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Veterans to attend service at Bayeux War Cemetery in France

More than 4,100 Commonwealth servicemen are buried at the site.

Bert Bamford from Derby pays his respects at the grave of his comrade Moss Levy following a service of remembrance at Bayeux War Cemetery to mark the anniversary of D-Day (Jonathan Brady/PA)
Bert Bamford from Derby pays his respects at the grave of his comrade Moss Levy following a service of remembrance at Bayeux War Cemetery to mark the anniversary of D-Day (Jonathan Brady/PA)

Senior politicians and veterans will attend a service of Remembrance at Bayeux War Cemetery – the Commonwealth War Graves Commission’s largest site of the Second World War in France.

The cemetery contains the graves of more than 4,100 Commonwealth servicemen along with 500 from other nations, including more than 460 German soldiers.

Opposite stands the Bayeux Memorial, bearing the names of more than 1,800 men and women of Commonwealth land forces who have no known grave.

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Bayeux War Cemetery ready to receive remains from across Normandy (CWGC/PA)

They died during the Normandy landings, the intense fighting in the region and in the advance to the River Seine in August 1944.

During the Second World War, the Armed Forces were “far better prepared for dealing with their dead” than throughout the First World War, historian Max Dutton said.

Mr Dutton, assistant historian for the Commonwealth War Graves Commission (CWGC), told the Press Association: “Each unit had a burial officer.

“It was their responsibility to bury the dead, co-ordinate the burial of the dead and record where they had been buried.”

British artist Rex Whistler, who served in the Guards Armoured Division, was a burial officer but became the first of his battalion to die in the Normandy campaign.

The illustrator and designer was buried where he was killed in July 1944 before later being taken and laid to rest at the Banneville-La-Campagne War Cemetery.

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Men of No 32 GRU tape out the outline of Bayeux War Cemetery (CWGC/PA)

Mr Dutton said: “Those who died were buried by their comrades. They used what they had, such as helmets, upturned rifles and crosses, to mark their graves.”

The locations of these graves were reported to Army Graves Registration Units (GRUs), with information later passed to Graves Concentration Units (GCUs).

After fighting had concluded, the bodies were exhumed and brought to the cemeteries.

Those laid to rest at Bayeux are from those battlefield burials and those who died in military hospitals around the town.

“There are only 1,800 missing soldiers because of the work of the burial officers, Graves Registration Units and Graves Concentration Units who went out to ensure that those who fell had a grave,” Mr Dutton said.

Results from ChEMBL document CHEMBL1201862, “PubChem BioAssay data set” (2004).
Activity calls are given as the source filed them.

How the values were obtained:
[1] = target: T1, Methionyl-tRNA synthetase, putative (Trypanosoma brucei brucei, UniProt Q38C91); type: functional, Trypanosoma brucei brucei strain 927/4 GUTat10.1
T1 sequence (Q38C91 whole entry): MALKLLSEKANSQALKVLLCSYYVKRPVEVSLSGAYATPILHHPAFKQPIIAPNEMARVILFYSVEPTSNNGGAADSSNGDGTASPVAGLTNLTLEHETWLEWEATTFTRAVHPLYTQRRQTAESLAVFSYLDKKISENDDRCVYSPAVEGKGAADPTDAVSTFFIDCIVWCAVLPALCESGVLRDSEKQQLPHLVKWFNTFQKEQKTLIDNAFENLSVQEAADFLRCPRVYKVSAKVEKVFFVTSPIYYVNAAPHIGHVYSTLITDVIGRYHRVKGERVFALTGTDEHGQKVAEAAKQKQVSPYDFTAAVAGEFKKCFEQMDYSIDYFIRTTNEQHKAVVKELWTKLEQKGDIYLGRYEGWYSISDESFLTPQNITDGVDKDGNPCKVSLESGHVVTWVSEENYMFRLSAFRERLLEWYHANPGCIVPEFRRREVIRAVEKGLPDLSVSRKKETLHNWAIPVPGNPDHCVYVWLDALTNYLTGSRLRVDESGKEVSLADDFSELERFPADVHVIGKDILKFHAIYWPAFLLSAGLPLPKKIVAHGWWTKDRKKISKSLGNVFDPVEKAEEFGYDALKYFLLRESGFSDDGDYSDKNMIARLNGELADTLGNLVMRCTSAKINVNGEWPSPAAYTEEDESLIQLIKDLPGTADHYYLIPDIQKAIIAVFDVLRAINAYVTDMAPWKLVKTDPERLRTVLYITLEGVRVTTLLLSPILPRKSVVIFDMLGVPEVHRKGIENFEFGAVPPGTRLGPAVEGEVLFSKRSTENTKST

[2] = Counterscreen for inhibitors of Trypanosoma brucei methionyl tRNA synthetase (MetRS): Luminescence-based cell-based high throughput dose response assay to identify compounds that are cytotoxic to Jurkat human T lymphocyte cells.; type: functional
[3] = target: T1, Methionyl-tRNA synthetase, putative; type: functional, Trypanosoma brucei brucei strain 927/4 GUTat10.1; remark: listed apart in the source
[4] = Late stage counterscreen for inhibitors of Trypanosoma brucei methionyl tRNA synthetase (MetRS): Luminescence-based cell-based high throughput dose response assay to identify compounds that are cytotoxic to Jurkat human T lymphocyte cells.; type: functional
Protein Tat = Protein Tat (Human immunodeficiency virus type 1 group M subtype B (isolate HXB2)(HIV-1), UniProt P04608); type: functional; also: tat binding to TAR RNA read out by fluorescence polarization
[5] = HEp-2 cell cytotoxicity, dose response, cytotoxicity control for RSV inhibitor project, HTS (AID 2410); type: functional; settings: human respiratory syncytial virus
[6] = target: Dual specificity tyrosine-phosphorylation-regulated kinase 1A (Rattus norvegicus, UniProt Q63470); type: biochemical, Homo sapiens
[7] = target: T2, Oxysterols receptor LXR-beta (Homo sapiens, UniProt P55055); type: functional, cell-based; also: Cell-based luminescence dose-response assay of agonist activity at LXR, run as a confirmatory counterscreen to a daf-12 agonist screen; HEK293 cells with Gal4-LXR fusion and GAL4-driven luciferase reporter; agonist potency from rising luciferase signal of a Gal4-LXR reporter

On the morning of D-Day, 500 men from 48 (Royal Marine) Commando came ashore on Juno Beach but more than half of them were injured, with 40 dead.

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Hospital burials at the cemetery (CWGC/PA)

“The survivors had the task of returning to that beach and collecting the bodies of those who had died,” Mr Dutton said.

“They brought them to the garden of a nearby house and placed the much-respected green beret on the graves of their commandos.

“There would have been fighting near them as they did so.”

The commandos crafted crosses from wood taken from bombed-out houses nearby, with French villagers later placing flowers on the graves.

Those buried were exhumed and moved to Bayeux in December 1944 – a task carried out countless times throughout the war.

Almost all of those from 48 Commando who died on D-Day are buried together in Plot XIV, Rows A and B.

On June 11 in 1944, 30 men from No 32 GRU arrived in Normandy and set up an office in Bayeux where they began to work through reports from unit burial officers in the field.

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Myles Hunt, Gardener Caretaker 1st Class, walks through the cemetery ahead of the 70th anniversary of D-Day (Gareth Fuller/PA)

The following month, on July 1, that unit taped out the outline of a cemetery in a field on the outskirts of the town, intending it to be used by nearby hospitals.

The first burials took place that month, with hundreds of graves dug by labour units and French citizens.

Only five plots were filled with those who died from wounds or illness in hospital, with most of the burials brought to the site by GCUs.

Space was allocated for the construction of shelter buildings, the Stone of Remembrance and the Cross of Sacrifice.

By the end of the war, some of those tending to the site included Normandy veterans.

“They had seen and had been there when the men in the cemetery died,” Mr Dutton said.

“A number of staff working in Normandy immediately after the war period stayed behind to look after their friends’ graves.

“The care that the staff in Normandy and across the world take of the war graves, for many of them it is more than a job – it is an honour and a privilege.”

Mr Dutton described the cemetery, visited by thousands of people each year, as a “remarkable place of pilgrimage and remembrance”.

This year at Bayeux, a memorial bench with audio triggered when visitors sit down will play recordings of veterans and the families of those killed in battle.

The sound installation, named Voices of Liberation, is also at Portsmouth Naval Memorial.

PA

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